• Molecular Properties and Chemical bond
    • Covalent, hydrogen and ionic bonds
    • Single, double, triple bonds
    • Hydrogen bond properties
      • cohesion
      • adhesion
      • melting and boiling point
  • Classification
    • Domain, Kingdom, Phylum, Class, Order, Family, Genius and Species
  •  Cells
    • Parts of a cell
      • Nucleus, cytoplasm, cell membrane, mitochondria, ribosomes, golgi apparatus, vacuoles, lysosomes, rough endoplasmic reticulum, and smooth endoplasmic reticulum
      • Functions of the parts of a cell
      • Eukaryotic vs prokaryotic cell differences
      • animals and plant cells differences
  •  Reproduction
    • Asexual and sexual reproduction
      • Binary fission , mitosis and meiosis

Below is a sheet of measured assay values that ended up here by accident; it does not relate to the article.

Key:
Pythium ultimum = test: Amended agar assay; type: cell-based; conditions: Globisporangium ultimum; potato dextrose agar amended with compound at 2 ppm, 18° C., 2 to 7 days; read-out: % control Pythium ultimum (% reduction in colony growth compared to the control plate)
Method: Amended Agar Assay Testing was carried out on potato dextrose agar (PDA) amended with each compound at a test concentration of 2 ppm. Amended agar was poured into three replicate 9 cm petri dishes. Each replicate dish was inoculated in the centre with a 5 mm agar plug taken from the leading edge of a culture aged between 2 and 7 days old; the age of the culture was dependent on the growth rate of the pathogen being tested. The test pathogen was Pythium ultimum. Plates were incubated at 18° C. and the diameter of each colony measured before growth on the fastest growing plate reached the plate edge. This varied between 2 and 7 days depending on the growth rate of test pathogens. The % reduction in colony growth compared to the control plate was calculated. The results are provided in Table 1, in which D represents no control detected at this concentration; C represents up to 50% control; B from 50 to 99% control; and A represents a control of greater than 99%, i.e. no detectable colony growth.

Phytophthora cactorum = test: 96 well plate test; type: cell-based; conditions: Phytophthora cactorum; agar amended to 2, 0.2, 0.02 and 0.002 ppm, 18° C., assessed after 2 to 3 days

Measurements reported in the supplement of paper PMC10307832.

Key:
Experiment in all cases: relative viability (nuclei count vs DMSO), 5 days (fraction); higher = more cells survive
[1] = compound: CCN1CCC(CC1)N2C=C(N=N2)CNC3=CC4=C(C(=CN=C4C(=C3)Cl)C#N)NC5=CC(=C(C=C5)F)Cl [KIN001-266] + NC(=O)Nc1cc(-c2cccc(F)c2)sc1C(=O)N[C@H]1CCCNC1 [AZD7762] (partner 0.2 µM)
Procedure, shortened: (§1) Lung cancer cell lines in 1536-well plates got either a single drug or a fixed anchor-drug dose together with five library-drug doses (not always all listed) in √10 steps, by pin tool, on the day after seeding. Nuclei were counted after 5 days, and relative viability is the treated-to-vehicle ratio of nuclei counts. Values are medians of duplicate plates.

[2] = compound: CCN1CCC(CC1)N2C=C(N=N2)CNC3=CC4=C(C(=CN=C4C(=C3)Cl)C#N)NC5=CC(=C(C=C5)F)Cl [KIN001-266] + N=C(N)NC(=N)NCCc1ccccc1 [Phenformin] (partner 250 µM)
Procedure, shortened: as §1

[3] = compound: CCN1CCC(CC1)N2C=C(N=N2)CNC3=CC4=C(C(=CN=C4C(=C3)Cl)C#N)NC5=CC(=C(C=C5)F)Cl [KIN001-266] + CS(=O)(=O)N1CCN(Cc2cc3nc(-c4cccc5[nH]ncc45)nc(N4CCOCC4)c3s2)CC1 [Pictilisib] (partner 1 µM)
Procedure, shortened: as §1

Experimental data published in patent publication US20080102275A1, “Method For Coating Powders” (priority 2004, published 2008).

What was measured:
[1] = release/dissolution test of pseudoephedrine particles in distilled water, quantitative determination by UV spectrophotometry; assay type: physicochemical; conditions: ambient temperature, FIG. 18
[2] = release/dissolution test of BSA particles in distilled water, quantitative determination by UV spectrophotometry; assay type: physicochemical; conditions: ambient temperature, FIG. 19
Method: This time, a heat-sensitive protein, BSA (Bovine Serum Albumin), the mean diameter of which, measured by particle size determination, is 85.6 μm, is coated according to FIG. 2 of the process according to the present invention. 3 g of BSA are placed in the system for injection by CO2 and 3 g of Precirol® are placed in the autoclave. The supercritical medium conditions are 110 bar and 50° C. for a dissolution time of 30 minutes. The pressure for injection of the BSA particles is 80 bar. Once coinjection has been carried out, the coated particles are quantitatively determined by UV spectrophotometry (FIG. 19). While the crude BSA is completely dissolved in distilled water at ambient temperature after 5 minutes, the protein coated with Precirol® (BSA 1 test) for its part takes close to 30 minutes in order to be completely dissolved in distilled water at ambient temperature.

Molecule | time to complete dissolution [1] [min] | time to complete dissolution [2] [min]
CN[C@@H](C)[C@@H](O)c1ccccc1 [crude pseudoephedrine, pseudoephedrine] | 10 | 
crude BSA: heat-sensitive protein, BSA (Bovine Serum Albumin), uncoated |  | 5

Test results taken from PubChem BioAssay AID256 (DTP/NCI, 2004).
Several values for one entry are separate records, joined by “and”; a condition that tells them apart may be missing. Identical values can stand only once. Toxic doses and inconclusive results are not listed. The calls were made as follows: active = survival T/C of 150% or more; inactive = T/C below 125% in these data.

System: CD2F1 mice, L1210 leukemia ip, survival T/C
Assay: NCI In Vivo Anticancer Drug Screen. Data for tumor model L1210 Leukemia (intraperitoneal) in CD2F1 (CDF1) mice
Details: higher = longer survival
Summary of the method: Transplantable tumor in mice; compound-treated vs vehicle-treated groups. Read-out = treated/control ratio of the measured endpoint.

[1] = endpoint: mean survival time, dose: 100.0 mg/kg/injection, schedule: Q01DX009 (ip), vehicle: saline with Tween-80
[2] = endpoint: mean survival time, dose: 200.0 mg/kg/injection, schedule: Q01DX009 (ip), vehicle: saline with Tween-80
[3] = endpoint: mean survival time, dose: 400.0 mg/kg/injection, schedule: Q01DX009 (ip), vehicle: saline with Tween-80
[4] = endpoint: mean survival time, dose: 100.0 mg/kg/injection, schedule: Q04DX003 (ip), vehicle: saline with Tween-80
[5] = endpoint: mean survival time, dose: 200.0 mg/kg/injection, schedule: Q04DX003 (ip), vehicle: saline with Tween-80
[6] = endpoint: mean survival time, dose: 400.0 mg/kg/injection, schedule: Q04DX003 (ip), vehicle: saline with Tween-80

•  Mitosis/Meiosis
      • haploid and diploid
      • Steps of mitosis and meiosis
        • prophase, metaphase, anaphase, telophase, cytokinesis, and interphase
        • M1, M2 and S phase
      • Differences between mitosis and meiosis
        • Which cells undergo mitosis
        • Which cells undergo meiosis
        • How many chromosomes are in a cell after each type of division
  • RNA and DNA
    • Differences between RNA and DNA
      • DNA bases
      • RNA bases
      • base pairings
      • Single strand vs double stranded helix
    • Transcription and translation
      • mRA, tRA
    • Sexual reproduction
      • Mendel (father of genetics)
      • Punnett square
      • Dominant and recessive genes